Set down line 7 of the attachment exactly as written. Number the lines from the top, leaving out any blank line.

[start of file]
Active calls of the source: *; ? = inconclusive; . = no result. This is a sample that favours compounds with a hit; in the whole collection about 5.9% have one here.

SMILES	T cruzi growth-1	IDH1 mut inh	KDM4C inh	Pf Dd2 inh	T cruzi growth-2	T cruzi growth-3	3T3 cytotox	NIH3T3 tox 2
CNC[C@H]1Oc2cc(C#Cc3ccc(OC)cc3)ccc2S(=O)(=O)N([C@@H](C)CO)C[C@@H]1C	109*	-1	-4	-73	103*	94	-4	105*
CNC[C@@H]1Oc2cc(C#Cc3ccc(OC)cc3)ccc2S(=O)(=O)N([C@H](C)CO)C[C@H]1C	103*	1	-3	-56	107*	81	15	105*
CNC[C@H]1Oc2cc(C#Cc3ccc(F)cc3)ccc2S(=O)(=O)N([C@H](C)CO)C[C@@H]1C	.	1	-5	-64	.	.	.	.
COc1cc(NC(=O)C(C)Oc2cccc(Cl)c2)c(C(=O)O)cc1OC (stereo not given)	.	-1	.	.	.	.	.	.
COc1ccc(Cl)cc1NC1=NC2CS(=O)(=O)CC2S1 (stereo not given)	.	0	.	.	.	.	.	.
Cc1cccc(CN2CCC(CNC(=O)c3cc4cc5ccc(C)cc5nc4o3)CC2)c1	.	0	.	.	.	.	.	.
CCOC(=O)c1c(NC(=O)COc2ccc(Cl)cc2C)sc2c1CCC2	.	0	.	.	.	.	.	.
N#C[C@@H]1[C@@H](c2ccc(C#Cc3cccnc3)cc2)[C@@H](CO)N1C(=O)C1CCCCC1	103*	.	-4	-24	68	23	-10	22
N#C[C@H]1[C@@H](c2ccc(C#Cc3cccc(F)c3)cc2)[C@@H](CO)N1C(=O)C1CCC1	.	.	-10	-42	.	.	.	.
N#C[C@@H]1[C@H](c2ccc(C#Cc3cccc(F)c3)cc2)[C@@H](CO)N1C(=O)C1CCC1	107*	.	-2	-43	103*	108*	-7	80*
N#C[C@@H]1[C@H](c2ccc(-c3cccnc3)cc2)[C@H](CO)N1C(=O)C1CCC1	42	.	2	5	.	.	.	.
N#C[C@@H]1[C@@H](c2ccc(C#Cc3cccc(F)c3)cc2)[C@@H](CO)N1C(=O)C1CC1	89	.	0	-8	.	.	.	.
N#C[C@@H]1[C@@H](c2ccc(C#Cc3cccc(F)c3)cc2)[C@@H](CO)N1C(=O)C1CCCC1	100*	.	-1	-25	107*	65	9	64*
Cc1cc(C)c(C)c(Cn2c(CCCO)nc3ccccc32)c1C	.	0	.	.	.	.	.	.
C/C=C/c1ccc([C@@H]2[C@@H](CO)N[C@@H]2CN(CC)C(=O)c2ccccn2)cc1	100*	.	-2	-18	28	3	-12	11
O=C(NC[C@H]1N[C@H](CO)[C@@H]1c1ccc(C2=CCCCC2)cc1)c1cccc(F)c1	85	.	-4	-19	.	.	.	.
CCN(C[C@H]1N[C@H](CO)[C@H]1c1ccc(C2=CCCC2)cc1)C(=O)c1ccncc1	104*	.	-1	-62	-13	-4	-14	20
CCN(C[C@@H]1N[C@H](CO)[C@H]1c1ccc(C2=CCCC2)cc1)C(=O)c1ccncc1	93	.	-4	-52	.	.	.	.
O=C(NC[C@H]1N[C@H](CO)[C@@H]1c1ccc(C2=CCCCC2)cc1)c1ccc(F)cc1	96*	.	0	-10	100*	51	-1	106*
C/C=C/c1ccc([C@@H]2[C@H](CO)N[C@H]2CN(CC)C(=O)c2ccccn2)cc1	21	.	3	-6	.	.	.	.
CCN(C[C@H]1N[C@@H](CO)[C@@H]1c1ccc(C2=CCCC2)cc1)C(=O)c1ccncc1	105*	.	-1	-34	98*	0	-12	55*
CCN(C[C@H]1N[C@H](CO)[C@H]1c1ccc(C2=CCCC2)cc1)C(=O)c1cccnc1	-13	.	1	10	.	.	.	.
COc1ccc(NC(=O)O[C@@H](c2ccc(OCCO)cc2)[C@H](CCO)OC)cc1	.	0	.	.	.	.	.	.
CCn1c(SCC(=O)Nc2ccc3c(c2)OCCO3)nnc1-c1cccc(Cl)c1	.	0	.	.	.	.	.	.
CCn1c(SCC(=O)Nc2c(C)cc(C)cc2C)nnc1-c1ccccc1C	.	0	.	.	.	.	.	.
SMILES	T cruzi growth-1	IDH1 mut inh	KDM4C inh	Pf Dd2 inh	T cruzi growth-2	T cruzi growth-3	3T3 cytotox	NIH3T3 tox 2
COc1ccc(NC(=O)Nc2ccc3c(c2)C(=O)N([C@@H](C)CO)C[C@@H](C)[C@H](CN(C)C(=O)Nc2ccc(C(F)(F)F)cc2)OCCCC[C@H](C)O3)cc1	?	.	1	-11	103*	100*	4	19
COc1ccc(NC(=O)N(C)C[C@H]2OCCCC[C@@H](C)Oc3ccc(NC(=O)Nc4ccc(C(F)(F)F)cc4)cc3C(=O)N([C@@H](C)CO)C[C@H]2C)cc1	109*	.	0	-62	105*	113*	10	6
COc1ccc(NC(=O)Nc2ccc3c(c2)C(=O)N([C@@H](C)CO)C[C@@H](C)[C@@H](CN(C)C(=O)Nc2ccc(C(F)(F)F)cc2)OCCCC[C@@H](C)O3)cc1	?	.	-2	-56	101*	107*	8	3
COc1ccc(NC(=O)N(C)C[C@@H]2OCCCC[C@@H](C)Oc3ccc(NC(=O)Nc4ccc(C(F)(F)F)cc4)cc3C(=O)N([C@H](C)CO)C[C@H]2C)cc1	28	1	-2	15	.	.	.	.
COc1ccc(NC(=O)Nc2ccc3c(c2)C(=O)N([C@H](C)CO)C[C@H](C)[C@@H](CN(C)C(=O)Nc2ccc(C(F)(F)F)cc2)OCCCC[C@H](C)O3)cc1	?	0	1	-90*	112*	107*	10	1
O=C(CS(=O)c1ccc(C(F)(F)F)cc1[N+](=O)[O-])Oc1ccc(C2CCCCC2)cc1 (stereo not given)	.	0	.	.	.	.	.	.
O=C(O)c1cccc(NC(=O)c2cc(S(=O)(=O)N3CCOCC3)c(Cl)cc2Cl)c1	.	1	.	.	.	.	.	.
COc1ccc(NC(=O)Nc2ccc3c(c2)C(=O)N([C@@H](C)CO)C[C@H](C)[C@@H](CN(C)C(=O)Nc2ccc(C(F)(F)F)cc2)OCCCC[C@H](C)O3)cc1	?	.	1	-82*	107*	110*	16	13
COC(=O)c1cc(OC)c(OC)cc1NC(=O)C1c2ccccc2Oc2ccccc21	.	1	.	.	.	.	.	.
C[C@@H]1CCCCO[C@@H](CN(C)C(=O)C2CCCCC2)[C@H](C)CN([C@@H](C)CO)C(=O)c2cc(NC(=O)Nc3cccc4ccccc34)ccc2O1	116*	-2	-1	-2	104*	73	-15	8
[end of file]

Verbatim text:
COc1ccc(Cl)cc1NC1=NC2CS(=O)(=O)CC2S1 (stereo not given)	.	0	.	.	.	.	.	.